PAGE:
In c. 1929–34, Eliel Saarinen was produced in product design for the Wilcox Silver Plate Co. / International Silver Company in Meriden, CT. His iconic tea urn (c. 1934) was first exhibited in 1934–35 at the Metropolitan Museum of Art in New York. Over the years, the tea urn has been widely exhibited, including in St. Louis Modern (2015–16) at the St Louis Art Museum, Cranbrook Goes to the Movies: Films and Their Objects, 1925–1975 at the Cranbrook Art Museum (2014–15), and in 2005–07, in the touring exhibition Modernism in American Silver: 20th-Century Design, organized by the Dallas Museum of Art, which also travelled to the Smithsonian Institution in Washington, DC. In 1951–52, the tea urn was featured in the Eliel Saarinen Memorial Exhibition which travelled to multiple venues across the United States. In addition to Cranbrook, the Dallas Museum and the St Louis Museum, The British Museum in London and the Metropolitan Museum of Art also hold tea urn-related Eliel Saarinen designs.

Eliel Saarinen became a professor in the University of Michigan's Architecture Department.

His son, Eero, became one of the most important American architects of the mid-20th century, as one of the leaders of the International style. Saarinen's student Edmund N. Bacon achieved national prominence as Executive Director of the Philadelphia City Planning Commission from 1949 to 1970.

Eliel received the AIA Gold Medal in 1947.

Eliel Saarinen suunnitteli alunperin itselleen taiteilijan uraa, mutta valitsi lopulta Polyteknillisen opiston arkkitehtuurilinjan 1893. Hän opiskeli samanaikaisesti myös Keisarillisen Aleksanterin yliopiston piirustuslaitoksella.Saarisen ura Suomessa jakautui noin kymmenvuotiseen yhteistyöhön Geselliuksen ja Lindgrenin kanssa (1896-1905) ja pitempään kauteen, jolloin hän työskenteli Geselliuksen kanssa (1905-07) ja yksinään 1923 asti.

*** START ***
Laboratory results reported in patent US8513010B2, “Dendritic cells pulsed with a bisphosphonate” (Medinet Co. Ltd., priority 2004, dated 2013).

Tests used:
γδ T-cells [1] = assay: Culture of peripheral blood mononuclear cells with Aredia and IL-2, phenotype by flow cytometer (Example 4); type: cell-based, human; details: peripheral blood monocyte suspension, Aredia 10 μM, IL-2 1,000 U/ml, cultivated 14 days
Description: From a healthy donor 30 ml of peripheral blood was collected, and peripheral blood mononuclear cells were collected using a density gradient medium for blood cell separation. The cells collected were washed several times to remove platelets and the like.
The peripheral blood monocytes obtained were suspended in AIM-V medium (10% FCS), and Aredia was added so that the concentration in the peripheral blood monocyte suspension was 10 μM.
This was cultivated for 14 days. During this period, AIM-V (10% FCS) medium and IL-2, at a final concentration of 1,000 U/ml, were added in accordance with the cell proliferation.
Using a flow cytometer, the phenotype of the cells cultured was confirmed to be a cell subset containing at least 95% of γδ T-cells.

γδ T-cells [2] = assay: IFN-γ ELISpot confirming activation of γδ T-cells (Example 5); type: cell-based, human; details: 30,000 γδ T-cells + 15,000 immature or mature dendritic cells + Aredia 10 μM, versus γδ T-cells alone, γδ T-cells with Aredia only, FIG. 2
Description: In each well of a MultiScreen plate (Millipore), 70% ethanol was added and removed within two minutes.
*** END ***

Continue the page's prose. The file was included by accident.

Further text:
Myöhempänä kautena valmistuivat Saarisen suurtyöt Helsingin ja Viipurin rautatieasemat, Lahden ja Joensuun kaupungintalot ja ehdotus Suomen eduskuntataloksi. Kaudelle leimaa-antavinta oli kuitenkin Saarisen kiinnostus asemakaavakysymyksiin. Saarinen muutti perheineen Yhdysvaltoihin 1923. Hvitträsk oli muuton jälkeen perheen kesäasuntona 1949 saakka. Sortavalaan Saarinen on suunnittelut KOP:n eli Leanderin talon.

Eliel Saarinen blev bland annat känd för sina byggnader i jugendstil under 1920-talet. Eliel Saarinen utbildade sig i Helsingfors och hans första större arbete var den finländska paviljongen vid världsutställningen 1900, som han gjorde tillsammans med sin arkitektbyrå Gesellius-Lindgren-Saarinen. Bland hans mest betydande verk räknas järnvägsstationen i Helsingfors. Det egna hemmet i Hvitträsk tillhör hans mest kända verk. Som stadsplanerare gjorde han bland annat planerna för Munksnäs-Haga och Pro Helsingfors. Saarinen flyttade till USA 1923. Eliel Saarinen anses vara en pionjär för modern förortsbebyggelse. Han är far till Eero Saarinen.



Rantasalmi synt./kast.

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Eliel Saarinen's Timeline

August 20, 1873
Rantasalo 14, Rantasalmi, Finland
September 17, 1873
Rantasalmi, Finland
March 31, 1905
Hvitträsk, Kirkkonummi, Uusimaa, Finland
August 20, 1910
Hvitträsk, Kirkkonummi, Uusimaa, Finland
July 1, 1950
Age 76
Cranbrook, MI, United States
Hvitträsk, Kyrkslätt, Finland